As great as this shoe performed for me in areas of fit, support and transition, I did notice that the medial side of both my socks were absolutely drenched. Gross, I know; but upon closer inspection of the shoes, four small triangular vents can be found on the lateral Flywire panels, but no such vents were found on the medial panels (they appear to be there at a glance, but a quick feel from the inside of the panel confirms they don’t function as vents). I can’t figure any reasoning as to why the vents don’t exist on the medial side, as they would greatly promote the shoe’s overall breathability without sacrificing fit or support.

Sounds like a good shoe, right? So, in what way do they warrant a team-wide ban, as seen on the Pistons? I’m taking a quick sidestep here to explain something: Higher cut shoes do not prevent ankle sprains. It’s just impossible. Simply put, ankle sprains are freak accidents and there are many ways for it to happen – such as landing on someone’s foot, getting tripped up and stepping wrong, or even having weak muscles that support the foot and ankles to begin with – but if you’ve done something to turn your ankle, you’re pretty much screwed regardless of whether you’re wearing highs, mids or lows. No basketball shoe is going to be guaranteed to protect you from an ankle sprain considering the insane amount of force you’re exerting on your ankle during the injury. For the best protection, you’ll want to look for the most exacting heel and midfoot lockdown you can find, and even then, landing on someone’s foot may still keep you out a few weeks.

However, certain aspects of some basketball shoes can contribute to an ankle injury. If you look at the midsole/outsole of the Hyperize, you can differentiate the Phylon from the rubber. Of course, Phylon is a softer foam compound and rubber is more firm. If you look at the lateral heel (seen above), along the heel there is more Phylon, right where it meets the flex groove of the sole. There’s very little rubber in that part of the shoe, which means that area is quite soft. So if someone were to land off-balance, coming down on the outside part of the heel, the midsole would give way and possibly allow the ankle to roll. I also noticed that the width of the heel is amongst the most narrow I’ve seen. By comparison, the Kobe V heel measures a full centimeter wider. One centimeter doesn’t sound like much, but when you compare the two shoes sole-to-sole, the difference is staggering. The soft heel combined with its narrowness is definitely a potential hazard, and as one of our esteemed readers pointed out (thanks, Coach!), this problem area is right under the subtalar joint, which is essentially the lower part of the ankle.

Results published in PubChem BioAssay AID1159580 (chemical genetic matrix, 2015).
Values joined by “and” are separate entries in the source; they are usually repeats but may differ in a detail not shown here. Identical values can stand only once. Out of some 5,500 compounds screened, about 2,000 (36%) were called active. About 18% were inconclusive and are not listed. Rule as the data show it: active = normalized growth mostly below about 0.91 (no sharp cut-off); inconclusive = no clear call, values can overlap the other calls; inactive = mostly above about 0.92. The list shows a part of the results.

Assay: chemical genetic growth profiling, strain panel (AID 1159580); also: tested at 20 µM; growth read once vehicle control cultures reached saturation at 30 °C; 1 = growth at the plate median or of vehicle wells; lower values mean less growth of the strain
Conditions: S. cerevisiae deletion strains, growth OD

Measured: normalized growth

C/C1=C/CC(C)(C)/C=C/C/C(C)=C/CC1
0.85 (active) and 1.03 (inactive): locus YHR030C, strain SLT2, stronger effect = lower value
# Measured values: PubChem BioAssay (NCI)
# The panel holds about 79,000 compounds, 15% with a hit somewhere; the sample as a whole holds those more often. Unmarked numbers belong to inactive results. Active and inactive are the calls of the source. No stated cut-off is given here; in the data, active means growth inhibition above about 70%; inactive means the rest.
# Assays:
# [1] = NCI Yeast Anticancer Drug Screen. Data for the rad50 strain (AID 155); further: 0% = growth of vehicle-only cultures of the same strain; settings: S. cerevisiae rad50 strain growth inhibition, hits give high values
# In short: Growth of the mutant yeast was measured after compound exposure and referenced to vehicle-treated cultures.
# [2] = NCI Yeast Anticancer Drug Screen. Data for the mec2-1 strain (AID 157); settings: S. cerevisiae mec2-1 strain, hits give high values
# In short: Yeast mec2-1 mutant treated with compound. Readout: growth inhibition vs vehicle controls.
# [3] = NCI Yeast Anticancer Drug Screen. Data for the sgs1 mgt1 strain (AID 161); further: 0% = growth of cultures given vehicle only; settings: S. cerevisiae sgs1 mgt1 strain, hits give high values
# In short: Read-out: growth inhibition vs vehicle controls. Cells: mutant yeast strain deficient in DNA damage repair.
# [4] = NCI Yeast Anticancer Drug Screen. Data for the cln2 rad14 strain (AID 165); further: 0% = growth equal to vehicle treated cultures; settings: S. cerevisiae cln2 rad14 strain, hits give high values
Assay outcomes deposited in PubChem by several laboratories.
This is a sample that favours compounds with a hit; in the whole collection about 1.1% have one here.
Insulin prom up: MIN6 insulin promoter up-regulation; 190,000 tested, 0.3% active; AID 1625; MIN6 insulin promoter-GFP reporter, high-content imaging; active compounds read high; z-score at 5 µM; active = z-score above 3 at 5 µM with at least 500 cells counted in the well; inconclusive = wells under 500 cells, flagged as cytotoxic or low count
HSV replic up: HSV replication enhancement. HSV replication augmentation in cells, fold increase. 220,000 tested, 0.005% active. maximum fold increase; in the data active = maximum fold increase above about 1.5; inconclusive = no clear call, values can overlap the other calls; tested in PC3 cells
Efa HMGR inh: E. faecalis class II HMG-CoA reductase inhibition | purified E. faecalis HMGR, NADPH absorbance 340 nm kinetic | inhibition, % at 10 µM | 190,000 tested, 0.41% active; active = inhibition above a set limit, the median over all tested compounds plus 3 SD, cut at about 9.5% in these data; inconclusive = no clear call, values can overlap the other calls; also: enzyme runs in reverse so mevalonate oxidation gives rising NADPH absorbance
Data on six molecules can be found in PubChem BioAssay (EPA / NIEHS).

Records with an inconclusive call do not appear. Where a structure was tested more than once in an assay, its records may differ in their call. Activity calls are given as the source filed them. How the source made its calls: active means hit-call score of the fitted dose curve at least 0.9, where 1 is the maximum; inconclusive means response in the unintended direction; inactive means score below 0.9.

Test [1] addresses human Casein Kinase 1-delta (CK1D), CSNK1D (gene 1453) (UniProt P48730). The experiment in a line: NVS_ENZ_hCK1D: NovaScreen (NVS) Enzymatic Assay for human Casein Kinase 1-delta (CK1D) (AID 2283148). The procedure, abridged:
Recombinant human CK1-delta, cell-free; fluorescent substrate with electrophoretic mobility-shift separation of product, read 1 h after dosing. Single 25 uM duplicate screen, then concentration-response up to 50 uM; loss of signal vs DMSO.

Without knowing the full circumstances of each Pistons’ ankle injury, there’s no way for us to know whether the Hyperize was convicted unfairly. However, it’s apparent that the shoe does indeed have a problem area; whether it’s major or minor is your opinion. Again, I didn’t experience any issues while wearing these shoes, and I still think they’re solid performers,  having enjoyed outstanding traction, support and transition throughout my many wearings. My only personal complaint would be for more responsive forefoot cushioning, which Nike appears to have adjusted for next season’s Hyperdunk 2010 with the inclusion of forefoot Zoom Air. If the Hyperize still scares you away, and you’re that afraid of spraining your ankle, maybe you should take up a different sport.

Who’s Worn It?: Dirk Nowitzki (Dallas Mavericks), Pau Gasol (Los Angeles Lakers), Amar’e Stoudemire (Phoenix Suns), Danny Granger (Indiana Pacers), Jason Richardson (Phoenix Suns), Grant Hill (Phoenix Suns), Trevor Ariza (Houston Rockets) and many more.

Available now: Nike Hyperize